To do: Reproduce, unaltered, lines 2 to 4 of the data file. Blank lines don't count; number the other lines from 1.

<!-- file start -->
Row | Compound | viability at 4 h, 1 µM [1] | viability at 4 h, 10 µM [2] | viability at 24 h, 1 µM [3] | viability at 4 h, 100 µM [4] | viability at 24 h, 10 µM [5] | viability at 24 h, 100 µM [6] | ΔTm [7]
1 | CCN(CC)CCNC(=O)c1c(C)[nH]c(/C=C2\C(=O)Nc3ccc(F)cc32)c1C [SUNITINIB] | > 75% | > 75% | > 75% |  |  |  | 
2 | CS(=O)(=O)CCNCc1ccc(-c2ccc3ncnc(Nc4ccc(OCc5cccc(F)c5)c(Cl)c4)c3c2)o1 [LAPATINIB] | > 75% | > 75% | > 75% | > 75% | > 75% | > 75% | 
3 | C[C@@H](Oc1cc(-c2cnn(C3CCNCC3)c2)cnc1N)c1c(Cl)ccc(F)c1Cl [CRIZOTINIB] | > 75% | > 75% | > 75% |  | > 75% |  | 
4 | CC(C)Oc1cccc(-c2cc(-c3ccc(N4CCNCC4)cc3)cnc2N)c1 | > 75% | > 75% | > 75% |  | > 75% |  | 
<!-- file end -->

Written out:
1 | CCN(CC)CCNC(=O)c1c(C)[nH]c(/C=C2\C(=O)Nc3ccc(F)cc32)c1C [SUNITINIB] | > 75% | > 75% | > 75% |  |  |  | 
2 | CS(=O)(=O)CCNCc1ccc(-c2ccc3ncnc(Nc4ccc(OCc5cccc(F)c5)c(Cl)c4)c3c2)o1 [LAPATINIB] | > 75% | > 75% | > 75% | > 75% | > 75% | > 75% | 
3 | C[C@@H](Oc1cc(-c2cnn(C3CCNCC3)c2)cnc1N)c1c(Cl)ccc(F)c1Cl [CRIZOTINIB] | > 75% | > 75% | > 75% |  | > 75% |  | 